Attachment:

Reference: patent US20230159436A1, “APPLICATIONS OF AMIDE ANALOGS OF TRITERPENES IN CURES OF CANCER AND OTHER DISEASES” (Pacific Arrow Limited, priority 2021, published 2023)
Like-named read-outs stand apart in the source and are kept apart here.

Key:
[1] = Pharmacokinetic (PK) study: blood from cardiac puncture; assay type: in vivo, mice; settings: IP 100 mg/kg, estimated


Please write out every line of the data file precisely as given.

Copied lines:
Reference: patent US20230159436A1, “APPLICATIONS OF AMIDE ANALOGS OF TRITERPENES IN CURES OF CANCER AND OTHER DISEASES” (Pacific Arrow Limited, priority 2021, published 2023)
Like-named read-outs stand apart in the source and are kept apart here.

Key:
[1] = Pharmacokinetic (PK) study: blood from cardiac puncture; assay type: in vivo, mice; settings: IP 100 mg/kg, estimated